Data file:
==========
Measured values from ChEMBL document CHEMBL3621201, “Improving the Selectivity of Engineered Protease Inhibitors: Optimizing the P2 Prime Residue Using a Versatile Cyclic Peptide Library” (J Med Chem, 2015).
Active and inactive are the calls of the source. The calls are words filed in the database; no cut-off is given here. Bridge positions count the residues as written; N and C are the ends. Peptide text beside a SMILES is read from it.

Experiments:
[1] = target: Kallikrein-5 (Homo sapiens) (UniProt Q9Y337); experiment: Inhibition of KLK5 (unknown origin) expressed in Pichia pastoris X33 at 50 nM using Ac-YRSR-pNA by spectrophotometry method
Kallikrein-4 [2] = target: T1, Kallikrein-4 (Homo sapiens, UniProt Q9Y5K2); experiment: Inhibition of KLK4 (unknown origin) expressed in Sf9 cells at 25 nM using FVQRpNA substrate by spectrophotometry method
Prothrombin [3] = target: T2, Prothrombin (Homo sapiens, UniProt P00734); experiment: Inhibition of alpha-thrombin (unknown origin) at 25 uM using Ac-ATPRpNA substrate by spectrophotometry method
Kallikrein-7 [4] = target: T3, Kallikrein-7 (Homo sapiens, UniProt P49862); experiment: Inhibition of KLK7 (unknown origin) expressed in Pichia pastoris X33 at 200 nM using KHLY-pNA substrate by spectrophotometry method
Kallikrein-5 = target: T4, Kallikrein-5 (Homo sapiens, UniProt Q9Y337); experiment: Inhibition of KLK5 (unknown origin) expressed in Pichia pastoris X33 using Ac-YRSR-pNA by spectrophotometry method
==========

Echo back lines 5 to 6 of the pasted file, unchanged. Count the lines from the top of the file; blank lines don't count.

Kallikrein-4 [2] = target: T1, Kallikrein-4 (Homo sapiens, UniProt Q9Y5K2); experiment: Inhibition of KLK4 (unknown origin) expressed in Sf9 cells at 25 nM using FVQRpNA substrate by spectrophotometry method
Prothrombin [3] = target: T2, Prothrombin (Homo sapiens, UniProt P00734); experiment: Inhibition of alpha-thrombin (unknown origin) at 25 uM using Ac-ATPRpNA substrate by spectrophotometry method